Unformatted text preview: are either occurring or predicted. The Air Quality Health Index has been divided into four Health Risk Categories: ! ! ! ! Low Health Risk AQHI values from 1 to 3 Moderate Health Risk AQHI values from 4 to 6 High Health Risk AQHI values from 7 to 10 Very High Health Risk above 10. (A very rare occurrence, usually connected to wildfire smoke). Page 1 of 1 The AQHI was designed as a tool that could be used by people to reduce their short-term exposure to air pollution and plan, on a daily basis, to modify their behaviour and reduce their personal health risk. Therefore, the AQHI responds to the acute, or short-term, changing levels of risk associated with air pollution. The AQHI is not intended to address the health impact on individuals of long-term (multi-year or multi-decadal) exposure to air pollutants. AQHI = 10/10.4*(100*(e(0.000871*NO2)-1+ e (0.000537*O3) -1 + e (0.000487*PM2.5)-1))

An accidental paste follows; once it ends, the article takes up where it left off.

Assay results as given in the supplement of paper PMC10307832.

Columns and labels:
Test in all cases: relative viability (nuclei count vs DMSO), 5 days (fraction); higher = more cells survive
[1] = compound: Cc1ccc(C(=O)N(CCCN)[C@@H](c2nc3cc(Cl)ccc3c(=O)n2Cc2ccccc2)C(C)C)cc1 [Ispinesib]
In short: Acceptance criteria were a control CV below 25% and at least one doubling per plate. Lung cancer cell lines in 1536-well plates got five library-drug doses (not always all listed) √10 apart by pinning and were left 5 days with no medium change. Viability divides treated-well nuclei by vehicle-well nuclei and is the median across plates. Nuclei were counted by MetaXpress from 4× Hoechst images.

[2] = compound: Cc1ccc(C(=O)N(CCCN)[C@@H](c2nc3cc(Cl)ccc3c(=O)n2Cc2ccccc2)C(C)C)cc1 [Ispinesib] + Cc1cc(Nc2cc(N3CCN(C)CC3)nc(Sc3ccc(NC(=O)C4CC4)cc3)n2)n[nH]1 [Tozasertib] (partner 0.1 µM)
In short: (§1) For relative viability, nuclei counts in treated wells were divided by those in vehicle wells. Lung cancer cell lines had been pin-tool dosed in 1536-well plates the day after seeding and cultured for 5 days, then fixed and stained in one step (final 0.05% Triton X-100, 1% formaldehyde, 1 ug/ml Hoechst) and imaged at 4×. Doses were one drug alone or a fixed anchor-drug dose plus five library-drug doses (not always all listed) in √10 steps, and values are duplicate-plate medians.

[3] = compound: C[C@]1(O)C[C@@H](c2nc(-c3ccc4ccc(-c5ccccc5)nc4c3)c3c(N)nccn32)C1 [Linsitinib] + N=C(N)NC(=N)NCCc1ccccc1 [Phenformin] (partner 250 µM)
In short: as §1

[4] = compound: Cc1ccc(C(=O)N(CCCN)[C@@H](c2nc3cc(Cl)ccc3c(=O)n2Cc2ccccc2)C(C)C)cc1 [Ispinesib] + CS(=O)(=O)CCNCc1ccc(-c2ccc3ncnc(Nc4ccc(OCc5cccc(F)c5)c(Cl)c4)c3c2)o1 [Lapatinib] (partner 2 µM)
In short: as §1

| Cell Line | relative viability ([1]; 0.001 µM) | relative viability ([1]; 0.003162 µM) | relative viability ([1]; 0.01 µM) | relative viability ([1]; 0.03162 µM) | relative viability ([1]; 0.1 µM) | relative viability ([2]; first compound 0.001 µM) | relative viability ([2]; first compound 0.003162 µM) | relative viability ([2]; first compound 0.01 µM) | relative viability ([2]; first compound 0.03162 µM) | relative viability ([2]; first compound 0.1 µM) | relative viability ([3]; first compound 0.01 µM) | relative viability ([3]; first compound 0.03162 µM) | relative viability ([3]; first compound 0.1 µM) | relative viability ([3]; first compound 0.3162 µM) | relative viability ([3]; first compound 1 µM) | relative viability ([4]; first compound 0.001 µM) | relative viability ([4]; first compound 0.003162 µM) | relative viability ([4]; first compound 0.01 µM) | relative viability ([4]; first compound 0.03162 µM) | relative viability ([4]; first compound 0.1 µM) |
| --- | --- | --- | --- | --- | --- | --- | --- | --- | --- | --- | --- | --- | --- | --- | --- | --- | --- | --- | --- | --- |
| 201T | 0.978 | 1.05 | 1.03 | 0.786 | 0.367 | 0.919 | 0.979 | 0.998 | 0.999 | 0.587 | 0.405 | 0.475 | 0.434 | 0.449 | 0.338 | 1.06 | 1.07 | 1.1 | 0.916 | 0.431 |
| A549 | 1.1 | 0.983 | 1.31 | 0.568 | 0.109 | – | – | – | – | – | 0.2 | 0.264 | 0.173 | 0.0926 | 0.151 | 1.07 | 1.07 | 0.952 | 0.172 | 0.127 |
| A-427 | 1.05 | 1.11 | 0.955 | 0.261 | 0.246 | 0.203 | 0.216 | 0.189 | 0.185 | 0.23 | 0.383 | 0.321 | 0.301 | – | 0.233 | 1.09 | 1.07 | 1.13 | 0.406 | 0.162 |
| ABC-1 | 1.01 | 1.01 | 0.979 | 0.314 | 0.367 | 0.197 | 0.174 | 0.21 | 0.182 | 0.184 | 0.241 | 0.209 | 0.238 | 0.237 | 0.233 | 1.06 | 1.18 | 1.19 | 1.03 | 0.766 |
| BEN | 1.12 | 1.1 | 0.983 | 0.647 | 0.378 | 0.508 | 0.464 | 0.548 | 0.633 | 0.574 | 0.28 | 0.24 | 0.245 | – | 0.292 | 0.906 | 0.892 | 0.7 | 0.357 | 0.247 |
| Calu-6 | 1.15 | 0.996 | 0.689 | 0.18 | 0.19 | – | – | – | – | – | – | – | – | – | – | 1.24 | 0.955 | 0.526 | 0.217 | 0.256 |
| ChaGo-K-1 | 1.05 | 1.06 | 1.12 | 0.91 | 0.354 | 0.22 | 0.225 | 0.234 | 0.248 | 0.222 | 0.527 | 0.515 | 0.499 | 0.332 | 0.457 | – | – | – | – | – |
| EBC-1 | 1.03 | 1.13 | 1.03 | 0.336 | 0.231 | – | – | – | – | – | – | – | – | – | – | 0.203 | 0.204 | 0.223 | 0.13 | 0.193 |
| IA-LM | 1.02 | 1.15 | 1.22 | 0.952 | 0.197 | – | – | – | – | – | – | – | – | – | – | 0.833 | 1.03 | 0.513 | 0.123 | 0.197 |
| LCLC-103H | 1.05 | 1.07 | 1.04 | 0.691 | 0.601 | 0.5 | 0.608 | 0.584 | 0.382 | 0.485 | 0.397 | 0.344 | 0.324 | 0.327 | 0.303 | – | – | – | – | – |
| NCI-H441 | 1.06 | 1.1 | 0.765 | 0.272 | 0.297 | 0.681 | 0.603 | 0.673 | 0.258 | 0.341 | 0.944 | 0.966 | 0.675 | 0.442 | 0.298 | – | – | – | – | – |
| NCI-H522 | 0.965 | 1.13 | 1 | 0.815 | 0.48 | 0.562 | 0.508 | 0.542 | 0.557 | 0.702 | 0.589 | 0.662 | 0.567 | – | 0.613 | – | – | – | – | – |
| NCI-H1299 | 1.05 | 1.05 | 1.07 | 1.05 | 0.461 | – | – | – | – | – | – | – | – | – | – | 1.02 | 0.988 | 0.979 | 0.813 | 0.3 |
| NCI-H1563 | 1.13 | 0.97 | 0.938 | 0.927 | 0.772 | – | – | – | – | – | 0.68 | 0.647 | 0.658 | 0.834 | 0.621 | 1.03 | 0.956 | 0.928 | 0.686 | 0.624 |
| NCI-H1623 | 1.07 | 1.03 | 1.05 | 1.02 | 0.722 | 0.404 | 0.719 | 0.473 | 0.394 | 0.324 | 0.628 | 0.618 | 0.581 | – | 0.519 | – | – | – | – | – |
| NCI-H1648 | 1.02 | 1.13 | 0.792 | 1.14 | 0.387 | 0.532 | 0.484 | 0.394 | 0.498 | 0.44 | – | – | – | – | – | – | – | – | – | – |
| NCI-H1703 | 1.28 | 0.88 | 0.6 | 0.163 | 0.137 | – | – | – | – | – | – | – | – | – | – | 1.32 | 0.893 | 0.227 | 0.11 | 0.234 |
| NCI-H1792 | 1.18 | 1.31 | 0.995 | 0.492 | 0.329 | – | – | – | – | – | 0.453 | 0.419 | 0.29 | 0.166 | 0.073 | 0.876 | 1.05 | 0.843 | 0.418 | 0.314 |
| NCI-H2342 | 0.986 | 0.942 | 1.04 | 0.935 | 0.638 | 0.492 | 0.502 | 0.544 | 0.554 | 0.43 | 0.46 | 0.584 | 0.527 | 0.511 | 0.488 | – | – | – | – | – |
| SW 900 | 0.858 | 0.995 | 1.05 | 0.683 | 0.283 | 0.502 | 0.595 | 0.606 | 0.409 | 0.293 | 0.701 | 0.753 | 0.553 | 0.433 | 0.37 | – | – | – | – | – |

In this equation, NO2, O3 and PM2.5 (nitrogen dioxide, ozone and fine particulate matter less than 2.5 microns in size, respectively) are concentrations averaged over three consecutive hours. Units are parts per billion for each gas and micrograms per cubic metre for PM2.5. Low health risk: 1-3 Medium:4-6 High: >7 The three pollutants that form the basis of the AQHI formula each have direct health impacts, but some, particularly nitrogen dioxide9, are more likely surrogates for other pollutants that impact health but that are not included in the calculation10. These other pollutants include ultrafine particles, metals and other toxic substances. They may mimic the variations in concentrations of the three AQHI component pollutants when they are produced by the same processes (e.g., vehicle exhaust), but they are not routinely monitored. In particular, the health effects of the hundreds of products of combustion are likely being reflected in the health effects linked to NO2 and PM2.5 in the AQHI, since combustion is a primary source of these two pollutants. 2 9 10 Stieb, D., Health Canada. (2008)....
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This document was uploaded on 03/31/2014.
- Spring '14